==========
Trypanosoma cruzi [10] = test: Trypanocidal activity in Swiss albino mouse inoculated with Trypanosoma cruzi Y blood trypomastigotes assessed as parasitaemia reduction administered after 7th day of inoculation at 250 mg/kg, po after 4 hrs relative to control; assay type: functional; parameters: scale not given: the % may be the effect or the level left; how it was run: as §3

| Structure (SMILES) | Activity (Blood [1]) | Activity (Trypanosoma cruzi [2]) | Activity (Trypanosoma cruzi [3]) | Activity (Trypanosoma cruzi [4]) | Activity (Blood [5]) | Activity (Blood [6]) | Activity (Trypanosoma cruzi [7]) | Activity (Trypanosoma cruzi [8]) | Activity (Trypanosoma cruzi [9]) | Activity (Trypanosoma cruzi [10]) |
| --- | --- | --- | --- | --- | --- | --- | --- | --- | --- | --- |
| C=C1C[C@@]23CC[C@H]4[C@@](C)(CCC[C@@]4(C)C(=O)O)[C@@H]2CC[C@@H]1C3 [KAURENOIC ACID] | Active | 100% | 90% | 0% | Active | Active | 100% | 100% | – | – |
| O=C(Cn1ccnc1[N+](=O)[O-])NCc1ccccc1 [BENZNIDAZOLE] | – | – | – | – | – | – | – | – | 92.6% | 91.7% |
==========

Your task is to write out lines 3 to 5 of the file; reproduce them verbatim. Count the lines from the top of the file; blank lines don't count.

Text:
| --- | --- | --- | --- | --- | --- | --- | --- | --- | --- | --- |
| C=C1C[C@@]23CC[C@H]4[C@@](C)(CCC[C@@]4(C)C(=O)O)[C@@H]2CC[C@@H]1C3 [KAURENOIC ACID] | Active | 100% | 90% | 0% | Active | Active | 100% | 100% | – | – |
| O=C(Cn1ccnc1[N+](=O)[O-])NCc1ccccc1 [BENZNIDAZOLE] | – | – | – | – | – | – | – | – | 92.6% | 91.7% |